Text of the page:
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It takes a village to be a writer.
Let’s face it, there’s a lot we don’t know when we first set out to write. I know when I began my journey to being published I was clueless, as were many of my peers. Listen, I’ll be the first to admit that I’m good at spelling, but grammar isn’t my forte. Sure, I know sentence structure and I know how to weave a good story, but my manuscripts still have to be polished several times.
In comes the village.
Fact: writing is a skill that will take years to perfect. Very few writers write a masterpiece on the first draft. In fact, authors will go through numerous revisions to get a draft to even resemble something worth marketing/pitching.
A village can extend in many different directions. For some writers a village can be one person or two, for others it is a team of people, such as: critique partners, beta readers; even a ‘street team’ can be a part of a village. Whichever format, your village should be made up of like-minded individuals who will serve as mentors and act as a soundboard.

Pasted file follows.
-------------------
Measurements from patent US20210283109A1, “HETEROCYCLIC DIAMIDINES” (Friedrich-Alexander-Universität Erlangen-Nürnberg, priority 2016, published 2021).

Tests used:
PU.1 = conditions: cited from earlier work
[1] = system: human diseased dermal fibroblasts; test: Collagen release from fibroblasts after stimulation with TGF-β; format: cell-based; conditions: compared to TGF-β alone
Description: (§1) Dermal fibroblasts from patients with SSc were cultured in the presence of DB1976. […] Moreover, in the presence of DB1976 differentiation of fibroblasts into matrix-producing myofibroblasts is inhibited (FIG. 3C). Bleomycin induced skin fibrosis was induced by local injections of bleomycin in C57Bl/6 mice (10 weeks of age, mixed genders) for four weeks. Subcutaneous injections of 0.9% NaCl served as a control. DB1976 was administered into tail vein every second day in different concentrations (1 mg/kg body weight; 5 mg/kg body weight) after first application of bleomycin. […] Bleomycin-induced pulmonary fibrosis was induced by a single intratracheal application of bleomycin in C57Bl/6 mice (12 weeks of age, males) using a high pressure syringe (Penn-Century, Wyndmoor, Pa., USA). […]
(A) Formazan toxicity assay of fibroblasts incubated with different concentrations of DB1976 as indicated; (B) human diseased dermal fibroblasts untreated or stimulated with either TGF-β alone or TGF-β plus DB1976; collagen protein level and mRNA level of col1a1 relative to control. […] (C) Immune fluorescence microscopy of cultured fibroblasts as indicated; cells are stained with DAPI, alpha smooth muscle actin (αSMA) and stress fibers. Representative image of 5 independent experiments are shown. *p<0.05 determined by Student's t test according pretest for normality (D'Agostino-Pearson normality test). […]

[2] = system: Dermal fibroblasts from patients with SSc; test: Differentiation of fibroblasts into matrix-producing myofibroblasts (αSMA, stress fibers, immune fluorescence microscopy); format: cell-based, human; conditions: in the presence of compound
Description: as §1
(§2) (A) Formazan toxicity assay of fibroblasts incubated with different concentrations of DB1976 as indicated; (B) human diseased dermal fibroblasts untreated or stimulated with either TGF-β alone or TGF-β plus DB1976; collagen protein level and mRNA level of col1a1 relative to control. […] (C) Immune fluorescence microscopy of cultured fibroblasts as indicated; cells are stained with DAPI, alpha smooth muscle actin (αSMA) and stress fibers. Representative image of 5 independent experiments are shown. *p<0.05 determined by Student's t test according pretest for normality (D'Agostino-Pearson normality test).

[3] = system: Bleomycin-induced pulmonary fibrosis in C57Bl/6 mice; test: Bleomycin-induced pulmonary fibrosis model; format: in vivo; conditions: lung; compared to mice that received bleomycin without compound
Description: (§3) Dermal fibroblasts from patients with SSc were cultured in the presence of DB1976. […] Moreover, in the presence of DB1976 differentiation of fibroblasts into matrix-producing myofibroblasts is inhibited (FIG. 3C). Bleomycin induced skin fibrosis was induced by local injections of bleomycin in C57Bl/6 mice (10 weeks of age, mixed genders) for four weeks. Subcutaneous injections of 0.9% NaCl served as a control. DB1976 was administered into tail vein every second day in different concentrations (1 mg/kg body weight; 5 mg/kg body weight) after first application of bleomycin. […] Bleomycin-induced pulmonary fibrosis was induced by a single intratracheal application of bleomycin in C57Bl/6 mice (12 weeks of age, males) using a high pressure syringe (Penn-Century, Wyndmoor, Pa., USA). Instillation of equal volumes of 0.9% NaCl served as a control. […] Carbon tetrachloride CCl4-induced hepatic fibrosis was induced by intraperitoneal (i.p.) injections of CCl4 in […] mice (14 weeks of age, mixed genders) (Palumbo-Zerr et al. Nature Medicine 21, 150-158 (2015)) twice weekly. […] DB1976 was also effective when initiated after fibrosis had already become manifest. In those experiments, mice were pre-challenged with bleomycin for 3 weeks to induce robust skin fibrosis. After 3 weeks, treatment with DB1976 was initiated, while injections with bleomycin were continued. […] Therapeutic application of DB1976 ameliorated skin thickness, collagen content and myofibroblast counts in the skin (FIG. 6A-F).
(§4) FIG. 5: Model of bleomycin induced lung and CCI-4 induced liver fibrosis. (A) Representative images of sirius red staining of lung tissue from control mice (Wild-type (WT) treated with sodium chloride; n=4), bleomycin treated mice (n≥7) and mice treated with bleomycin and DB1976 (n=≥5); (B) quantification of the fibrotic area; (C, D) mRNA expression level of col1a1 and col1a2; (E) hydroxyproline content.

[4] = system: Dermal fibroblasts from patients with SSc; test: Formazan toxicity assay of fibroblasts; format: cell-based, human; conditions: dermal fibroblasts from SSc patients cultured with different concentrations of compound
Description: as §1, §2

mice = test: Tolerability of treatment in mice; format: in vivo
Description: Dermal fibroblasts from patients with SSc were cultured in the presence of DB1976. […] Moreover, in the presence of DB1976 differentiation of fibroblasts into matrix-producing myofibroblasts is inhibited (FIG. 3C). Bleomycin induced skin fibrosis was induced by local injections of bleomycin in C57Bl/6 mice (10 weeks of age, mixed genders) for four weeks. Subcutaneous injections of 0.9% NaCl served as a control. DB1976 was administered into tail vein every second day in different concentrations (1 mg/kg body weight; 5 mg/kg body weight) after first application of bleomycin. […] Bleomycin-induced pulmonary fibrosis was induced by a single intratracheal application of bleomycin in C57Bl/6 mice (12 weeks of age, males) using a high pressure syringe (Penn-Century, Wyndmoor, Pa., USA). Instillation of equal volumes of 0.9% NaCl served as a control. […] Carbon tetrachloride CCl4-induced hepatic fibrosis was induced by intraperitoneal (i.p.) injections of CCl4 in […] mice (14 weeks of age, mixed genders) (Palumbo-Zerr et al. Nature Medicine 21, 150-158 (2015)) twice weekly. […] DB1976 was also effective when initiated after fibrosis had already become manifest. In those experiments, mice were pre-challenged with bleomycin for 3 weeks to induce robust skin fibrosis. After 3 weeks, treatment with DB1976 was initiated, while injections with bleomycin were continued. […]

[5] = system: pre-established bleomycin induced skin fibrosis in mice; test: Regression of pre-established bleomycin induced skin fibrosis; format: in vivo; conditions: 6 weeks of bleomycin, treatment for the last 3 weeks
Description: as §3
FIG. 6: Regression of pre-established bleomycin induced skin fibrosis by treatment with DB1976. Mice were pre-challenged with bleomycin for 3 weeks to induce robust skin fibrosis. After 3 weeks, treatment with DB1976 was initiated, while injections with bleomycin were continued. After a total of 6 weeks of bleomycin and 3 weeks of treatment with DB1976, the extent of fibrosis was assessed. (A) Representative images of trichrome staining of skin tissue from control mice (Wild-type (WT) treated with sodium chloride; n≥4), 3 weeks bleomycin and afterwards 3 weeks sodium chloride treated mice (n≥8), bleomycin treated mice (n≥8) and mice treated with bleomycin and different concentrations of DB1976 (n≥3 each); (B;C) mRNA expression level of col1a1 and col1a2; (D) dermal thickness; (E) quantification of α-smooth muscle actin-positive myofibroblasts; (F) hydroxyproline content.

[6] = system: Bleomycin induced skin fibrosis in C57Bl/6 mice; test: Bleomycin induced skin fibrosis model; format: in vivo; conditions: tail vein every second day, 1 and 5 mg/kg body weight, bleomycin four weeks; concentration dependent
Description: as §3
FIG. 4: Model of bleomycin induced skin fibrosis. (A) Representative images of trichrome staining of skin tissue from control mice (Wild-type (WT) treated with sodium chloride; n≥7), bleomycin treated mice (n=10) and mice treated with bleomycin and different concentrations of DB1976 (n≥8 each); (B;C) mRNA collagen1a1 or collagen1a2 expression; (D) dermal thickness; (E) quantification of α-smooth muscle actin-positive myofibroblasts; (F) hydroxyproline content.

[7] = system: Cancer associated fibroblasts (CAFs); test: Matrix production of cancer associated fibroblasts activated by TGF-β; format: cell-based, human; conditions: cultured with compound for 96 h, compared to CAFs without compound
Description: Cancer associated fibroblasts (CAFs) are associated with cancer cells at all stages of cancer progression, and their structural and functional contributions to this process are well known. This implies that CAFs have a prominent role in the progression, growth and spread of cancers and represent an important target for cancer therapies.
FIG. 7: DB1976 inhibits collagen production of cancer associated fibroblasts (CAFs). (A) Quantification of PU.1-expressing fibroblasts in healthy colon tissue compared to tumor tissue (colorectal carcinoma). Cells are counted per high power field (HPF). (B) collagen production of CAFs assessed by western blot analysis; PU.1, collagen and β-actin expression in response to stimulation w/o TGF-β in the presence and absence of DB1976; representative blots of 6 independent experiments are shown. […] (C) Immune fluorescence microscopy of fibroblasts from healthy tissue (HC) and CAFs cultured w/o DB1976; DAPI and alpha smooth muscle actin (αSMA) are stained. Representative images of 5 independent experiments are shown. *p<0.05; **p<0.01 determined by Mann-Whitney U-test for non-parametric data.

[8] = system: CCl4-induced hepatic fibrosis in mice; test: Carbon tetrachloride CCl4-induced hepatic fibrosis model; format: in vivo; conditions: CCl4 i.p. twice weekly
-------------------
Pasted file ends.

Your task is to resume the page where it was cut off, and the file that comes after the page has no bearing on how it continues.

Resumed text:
For me – after a twenty-year hiatus – I put pen to paper and started writing, again. Never did I imagine how many days I’d fret over edits, not to mention the rejection letters, the not-so-good reviews, and all the other crazy things that make up the world of publishing. Sometimes I think if someone told me it’d take me five years to learn to write a book I might have reconsidered this writing thing.
Now, the toughest hurdle a writer can face is criticism. Exposing our creative side can make anyone anxious; we feel vulnerable, we feel judged. I can speak for myself when I say that opening up to criticism is tough, but imperative.
Could I replicate success again and again? Am I just a one-hit-wonder? If this is you, don’t fret, you’re in good company. Many well-known authors deal with anxiety, depression, too. Keep in mind, writers of all types need to be trainable and adaptable particularly if you’re in it for the long haul.
Lastly, consider taking stock of your writer’s toolbox. Think of the different avenue for self-improvement: workshops, conferences, college classes, and seminars, all this is vital to professional growth. And, don’t forget to join professional organizations and subscribe to relevant magazines and publications. I find nuggets of information all the time.
In closing, I want to thank my own tribe, my own village for their continued support. I’m fortunate to have you guys!